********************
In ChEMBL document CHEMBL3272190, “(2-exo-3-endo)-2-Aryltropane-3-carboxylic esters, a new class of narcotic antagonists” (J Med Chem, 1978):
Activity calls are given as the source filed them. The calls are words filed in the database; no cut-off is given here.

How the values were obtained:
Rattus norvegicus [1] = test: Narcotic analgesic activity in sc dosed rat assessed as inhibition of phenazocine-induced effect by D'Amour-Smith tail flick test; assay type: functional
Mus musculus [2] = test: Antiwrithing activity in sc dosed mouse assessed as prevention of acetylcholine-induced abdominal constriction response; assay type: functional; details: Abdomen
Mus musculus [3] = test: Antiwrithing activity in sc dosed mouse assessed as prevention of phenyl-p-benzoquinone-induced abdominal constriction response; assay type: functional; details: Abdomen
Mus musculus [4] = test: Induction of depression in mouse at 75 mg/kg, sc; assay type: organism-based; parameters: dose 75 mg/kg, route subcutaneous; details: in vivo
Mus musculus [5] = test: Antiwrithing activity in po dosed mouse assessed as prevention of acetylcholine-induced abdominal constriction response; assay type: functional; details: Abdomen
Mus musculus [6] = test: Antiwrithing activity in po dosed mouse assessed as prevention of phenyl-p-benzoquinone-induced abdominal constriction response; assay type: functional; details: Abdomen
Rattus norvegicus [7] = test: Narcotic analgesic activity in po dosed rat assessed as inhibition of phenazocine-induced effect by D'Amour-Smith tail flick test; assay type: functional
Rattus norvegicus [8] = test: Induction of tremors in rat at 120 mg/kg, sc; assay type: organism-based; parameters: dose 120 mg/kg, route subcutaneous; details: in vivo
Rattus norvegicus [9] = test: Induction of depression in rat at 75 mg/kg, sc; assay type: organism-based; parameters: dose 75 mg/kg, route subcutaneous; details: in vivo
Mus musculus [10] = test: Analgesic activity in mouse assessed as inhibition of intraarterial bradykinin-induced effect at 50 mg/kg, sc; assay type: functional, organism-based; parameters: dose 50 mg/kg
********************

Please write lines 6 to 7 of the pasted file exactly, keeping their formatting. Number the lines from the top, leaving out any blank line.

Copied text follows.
Mus musculus [3] = test: Antiwrithing activity in sc dosed mouse assessed as prevention of phenyl-p-benzoquinone-induced abdominal constriction response; assay type: functional; details: Abdomen
Mus musculus [4] = test: Induction of depression in mouse at 75 mg/kg, sc; assay type: organism-based; parameters: dose 75 mg/kg, route subcutaneous; details: in vivo